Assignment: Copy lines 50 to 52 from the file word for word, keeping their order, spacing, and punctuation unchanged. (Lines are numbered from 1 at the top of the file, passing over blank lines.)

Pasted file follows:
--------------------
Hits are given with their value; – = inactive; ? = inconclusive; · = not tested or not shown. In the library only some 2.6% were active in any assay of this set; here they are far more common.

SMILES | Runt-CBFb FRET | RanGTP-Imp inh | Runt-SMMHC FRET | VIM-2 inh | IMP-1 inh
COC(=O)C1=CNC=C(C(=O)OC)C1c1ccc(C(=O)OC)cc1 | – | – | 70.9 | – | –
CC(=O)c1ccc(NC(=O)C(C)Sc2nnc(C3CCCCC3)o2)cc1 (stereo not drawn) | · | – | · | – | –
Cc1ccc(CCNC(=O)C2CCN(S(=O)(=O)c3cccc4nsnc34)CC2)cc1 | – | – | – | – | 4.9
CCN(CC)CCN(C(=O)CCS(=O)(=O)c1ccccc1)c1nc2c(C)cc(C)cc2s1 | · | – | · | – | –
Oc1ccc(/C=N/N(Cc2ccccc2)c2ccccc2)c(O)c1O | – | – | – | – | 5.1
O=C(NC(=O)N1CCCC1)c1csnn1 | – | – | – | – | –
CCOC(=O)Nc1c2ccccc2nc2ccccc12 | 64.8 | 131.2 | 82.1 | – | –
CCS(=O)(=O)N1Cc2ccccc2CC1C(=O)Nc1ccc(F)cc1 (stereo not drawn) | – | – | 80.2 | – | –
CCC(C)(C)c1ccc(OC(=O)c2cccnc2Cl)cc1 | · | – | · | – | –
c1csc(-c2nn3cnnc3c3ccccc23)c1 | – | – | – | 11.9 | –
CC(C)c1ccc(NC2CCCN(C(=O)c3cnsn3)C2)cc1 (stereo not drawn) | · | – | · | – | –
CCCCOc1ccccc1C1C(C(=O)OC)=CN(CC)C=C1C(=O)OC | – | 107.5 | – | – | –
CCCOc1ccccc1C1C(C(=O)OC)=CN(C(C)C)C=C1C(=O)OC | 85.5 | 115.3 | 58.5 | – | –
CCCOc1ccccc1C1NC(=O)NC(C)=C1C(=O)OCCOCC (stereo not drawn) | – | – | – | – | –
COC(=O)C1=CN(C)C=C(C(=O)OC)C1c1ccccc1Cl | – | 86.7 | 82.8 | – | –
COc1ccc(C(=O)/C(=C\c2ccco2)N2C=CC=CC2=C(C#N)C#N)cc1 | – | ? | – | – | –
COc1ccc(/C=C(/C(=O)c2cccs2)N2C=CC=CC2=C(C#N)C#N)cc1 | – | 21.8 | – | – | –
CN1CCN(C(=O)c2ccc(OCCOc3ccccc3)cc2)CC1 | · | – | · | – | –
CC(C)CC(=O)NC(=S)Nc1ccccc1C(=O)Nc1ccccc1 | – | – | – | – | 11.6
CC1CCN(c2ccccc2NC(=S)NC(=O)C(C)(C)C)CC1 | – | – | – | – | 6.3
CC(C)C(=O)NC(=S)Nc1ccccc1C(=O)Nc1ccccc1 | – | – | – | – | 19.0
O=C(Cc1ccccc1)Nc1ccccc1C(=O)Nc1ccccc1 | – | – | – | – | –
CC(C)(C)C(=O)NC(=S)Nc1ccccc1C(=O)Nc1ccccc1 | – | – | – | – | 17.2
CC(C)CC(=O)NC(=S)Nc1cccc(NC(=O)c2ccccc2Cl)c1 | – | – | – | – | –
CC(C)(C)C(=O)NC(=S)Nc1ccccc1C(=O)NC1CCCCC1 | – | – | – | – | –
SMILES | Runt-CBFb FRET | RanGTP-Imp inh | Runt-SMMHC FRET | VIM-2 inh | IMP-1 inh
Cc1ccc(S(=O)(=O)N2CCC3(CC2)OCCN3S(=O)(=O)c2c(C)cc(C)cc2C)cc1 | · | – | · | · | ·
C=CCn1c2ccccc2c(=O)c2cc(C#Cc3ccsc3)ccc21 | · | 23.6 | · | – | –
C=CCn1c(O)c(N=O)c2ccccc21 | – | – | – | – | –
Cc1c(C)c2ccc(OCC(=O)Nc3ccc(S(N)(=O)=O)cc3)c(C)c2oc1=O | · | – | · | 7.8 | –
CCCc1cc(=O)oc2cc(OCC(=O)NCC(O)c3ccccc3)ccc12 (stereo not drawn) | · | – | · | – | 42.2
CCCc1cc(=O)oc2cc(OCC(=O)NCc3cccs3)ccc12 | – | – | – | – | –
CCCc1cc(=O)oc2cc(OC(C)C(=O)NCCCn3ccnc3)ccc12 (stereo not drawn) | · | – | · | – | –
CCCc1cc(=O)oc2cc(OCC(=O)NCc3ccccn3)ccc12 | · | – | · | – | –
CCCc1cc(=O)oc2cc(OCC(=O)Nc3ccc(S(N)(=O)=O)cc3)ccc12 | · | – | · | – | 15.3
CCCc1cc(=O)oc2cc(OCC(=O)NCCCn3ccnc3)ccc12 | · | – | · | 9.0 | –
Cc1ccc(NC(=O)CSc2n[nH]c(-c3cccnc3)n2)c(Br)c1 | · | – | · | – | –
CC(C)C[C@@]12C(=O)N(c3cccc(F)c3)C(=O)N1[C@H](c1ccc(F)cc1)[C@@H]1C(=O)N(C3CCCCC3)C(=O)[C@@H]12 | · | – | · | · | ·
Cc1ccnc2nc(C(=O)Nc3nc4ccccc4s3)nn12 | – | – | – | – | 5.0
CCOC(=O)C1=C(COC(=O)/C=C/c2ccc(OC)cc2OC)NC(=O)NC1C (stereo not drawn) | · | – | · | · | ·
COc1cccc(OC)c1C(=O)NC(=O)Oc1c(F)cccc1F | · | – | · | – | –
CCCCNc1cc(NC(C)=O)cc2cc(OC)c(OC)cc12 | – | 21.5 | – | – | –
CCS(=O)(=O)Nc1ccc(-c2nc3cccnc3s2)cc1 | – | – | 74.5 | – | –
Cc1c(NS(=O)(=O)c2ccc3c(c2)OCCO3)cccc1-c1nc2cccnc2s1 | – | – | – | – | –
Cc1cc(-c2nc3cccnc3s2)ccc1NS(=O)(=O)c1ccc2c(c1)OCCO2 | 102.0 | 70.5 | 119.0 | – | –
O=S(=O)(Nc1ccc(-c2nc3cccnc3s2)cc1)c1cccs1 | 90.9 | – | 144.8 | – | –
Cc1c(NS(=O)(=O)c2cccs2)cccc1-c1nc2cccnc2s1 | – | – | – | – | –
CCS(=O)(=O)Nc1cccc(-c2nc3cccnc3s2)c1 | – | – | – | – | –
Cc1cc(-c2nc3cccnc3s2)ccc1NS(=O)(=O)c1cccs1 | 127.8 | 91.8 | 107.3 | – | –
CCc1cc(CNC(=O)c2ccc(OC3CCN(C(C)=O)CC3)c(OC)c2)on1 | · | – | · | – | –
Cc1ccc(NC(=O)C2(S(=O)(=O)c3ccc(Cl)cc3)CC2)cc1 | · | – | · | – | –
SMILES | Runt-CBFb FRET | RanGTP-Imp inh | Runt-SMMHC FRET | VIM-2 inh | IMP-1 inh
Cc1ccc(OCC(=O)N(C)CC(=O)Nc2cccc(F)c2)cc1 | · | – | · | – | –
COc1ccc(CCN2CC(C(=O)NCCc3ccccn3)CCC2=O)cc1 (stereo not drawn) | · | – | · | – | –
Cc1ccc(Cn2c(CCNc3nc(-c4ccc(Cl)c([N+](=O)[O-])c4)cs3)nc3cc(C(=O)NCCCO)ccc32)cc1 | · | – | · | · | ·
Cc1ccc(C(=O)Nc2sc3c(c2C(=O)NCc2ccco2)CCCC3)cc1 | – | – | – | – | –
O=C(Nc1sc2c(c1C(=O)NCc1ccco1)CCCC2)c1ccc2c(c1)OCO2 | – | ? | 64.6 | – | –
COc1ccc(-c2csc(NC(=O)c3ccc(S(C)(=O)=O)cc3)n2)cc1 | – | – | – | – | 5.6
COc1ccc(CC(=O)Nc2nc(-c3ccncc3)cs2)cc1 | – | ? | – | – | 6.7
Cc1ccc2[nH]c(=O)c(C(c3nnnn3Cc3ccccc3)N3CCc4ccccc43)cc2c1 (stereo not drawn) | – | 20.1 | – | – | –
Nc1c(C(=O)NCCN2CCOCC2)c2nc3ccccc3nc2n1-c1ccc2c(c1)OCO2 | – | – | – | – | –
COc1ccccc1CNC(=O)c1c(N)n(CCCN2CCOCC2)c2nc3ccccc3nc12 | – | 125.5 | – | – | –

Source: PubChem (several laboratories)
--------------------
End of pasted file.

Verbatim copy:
CCS(=O)(=O)Nc1cccc(-c2nc3cccnc3s2)c1 | – | – | – | – | –
Cc1cc(-c2nc3cccnc3s2)ccc1NS(=O)(=O)c1cccs1 | 127.8 | 91.8 | 107.3 | – | –
CCc1cc(CNC(=O)c2ccc(OC3CCN(C(C)=O)CC3)c(OC)c2)on1 | · | – | · | – | –